Researcher highlights canine translational cancer research at National Academies workshop
In December, Audrey Ruple, associate professor of quantitative epidemiology at the Virginia-Maryland College of Veterinary Medicine, delivered a talk at the National Academies of Sciences, Engineering, and Medicine as part of their workshop titled “The Role of Companion Animals as Sentinels for Predicting Environmental Exposure Effects on Aging and Cancer Susceptibility in Humans.”
The mission of the National Academies is to research and advise the United States government on topics of national importance. During the height of the Civil War in 1863, Abraham Lincoln signed an Act of Incorporation that established the National Academy of Sciences. The National Academy of Engineering was established in 1964, and the Institute of Medicine was established 1970, becoming the National Academy of Medicine in 2015.
The academies function as a private nonprofit organization funded mostly by Congress and federal agencies through grants and contracts. Over 6,300 scientists, engineers, and health professionals make up the academies today, conducting research and forming reports that have the potential to influence policy.
The academies’ workshops bring together a group of scientists from across disciplines to discuss a central topic.
“It’s a huge honor to be asked to speak. As a mid-career researcher, it is especially exciting to have the potential to steer policy and funding for further research,” said Ruple.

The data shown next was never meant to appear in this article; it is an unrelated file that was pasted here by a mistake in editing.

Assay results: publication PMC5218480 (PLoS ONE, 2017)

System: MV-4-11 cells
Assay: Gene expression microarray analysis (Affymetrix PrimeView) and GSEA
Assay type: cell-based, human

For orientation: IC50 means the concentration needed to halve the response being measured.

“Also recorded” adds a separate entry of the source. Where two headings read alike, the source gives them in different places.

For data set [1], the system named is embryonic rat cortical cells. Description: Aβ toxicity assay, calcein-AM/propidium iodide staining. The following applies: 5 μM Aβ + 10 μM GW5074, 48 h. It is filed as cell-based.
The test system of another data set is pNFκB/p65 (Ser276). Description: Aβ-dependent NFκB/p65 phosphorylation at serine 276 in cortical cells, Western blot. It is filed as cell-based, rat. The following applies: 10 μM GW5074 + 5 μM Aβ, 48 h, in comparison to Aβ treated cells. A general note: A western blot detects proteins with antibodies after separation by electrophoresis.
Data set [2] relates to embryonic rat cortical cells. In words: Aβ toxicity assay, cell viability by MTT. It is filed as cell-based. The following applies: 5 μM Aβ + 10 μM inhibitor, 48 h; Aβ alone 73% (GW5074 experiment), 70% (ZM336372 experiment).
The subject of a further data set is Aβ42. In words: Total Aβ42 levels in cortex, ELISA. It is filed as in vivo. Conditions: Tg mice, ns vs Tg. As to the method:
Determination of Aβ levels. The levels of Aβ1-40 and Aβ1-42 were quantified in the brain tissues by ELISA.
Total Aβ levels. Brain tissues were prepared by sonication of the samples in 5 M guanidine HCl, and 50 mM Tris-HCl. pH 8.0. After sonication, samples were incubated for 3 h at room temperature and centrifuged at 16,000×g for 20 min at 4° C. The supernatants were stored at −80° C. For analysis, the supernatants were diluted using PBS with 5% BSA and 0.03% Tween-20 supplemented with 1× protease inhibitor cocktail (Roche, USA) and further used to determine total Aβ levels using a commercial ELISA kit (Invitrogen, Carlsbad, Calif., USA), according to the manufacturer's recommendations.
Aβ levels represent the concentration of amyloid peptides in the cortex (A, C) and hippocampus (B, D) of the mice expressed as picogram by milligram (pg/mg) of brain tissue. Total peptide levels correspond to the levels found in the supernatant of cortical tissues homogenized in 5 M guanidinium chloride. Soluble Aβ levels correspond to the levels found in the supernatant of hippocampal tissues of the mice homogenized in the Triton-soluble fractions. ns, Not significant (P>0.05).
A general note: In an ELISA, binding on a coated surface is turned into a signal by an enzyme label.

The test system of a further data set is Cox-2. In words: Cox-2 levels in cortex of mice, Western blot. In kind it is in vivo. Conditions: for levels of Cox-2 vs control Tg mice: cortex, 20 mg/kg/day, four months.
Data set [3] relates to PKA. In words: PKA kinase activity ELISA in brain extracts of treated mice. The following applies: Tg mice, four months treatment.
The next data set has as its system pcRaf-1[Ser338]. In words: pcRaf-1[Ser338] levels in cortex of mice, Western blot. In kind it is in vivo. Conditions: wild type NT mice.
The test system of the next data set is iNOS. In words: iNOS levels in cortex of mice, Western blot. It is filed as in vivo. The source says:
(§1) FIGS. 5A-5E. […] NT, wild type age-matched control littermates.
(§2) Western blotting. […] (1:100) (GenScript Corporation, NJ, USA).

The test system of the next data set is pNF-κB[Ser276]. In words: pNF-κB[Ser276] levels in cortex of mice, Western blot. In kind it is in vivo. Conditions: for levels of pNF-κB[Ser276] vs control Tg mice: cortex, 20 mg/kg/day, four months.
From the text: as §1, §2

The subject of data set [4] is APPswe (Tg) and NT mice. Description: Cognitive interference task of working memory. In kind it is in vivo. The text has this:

Ruple recently joined the college after seven years as an assistant and associate professor of One Health epidemiology at Purdue University. She earned her bachelor's degree in microbiology, master's degree in epidemiology, and D.V.M. from Colorado State University, where she also earned her Ph.D. in cell and molecular biology with a specialization in cancer biology.
Ruple conducts translational research, studying cancer in dogs to help us study cancer in humans. The academy invited her to talk about the environmental aspects of risks associated with cancer and aging in dogs.
Dogs are good subjects for translational cancer research for a number of reasons. For one, they develop cancer about 10 times more often than humans. The cancers they develop are often cancers humans develop, and dogs and humans share about 650 mega-base pairs of shared genome. Moreover, dogs and humans share the same spaces, so environmental factors that affect dogs also affect humans.
“Most dogs now live inside people’s homes. They’re sleeping in our beds, drinking our water, eating our table scraps. These are dogs that are experiencing our environments — and all of our environmental contaminants and carcinogens,” said Ruple.
She pointed out that researchers identified factors such as pesticide exposure and secondhand smoke exposure as cancer risks in dogs years before these risks were studied in humans.
During the workshop, Ruple discussed the state of the science and what we know about environmental risks, particularly cancer-causing ones.
Ruple drew upon her previous work on how canine lymphoma overlies with incidence of human lymphoma and from her work with the Dog Aging Project, on which she is a member of the research team. The Dog Aging Project is an ongoing, 100,000-dog study to determine the biological and environmental components of dog aging. It is the largest cohort of dogs ever studied.
“By learning more about the impact of the environment in the biology of aging and cancer outcomes, we’re allowing both humans and dogs to live longer, healthier lives together,” said Ruple.
— Written by Sarah Boudreau M.F.A. '21, a writer with the Virginia-Maryland College of Veterinary Medicine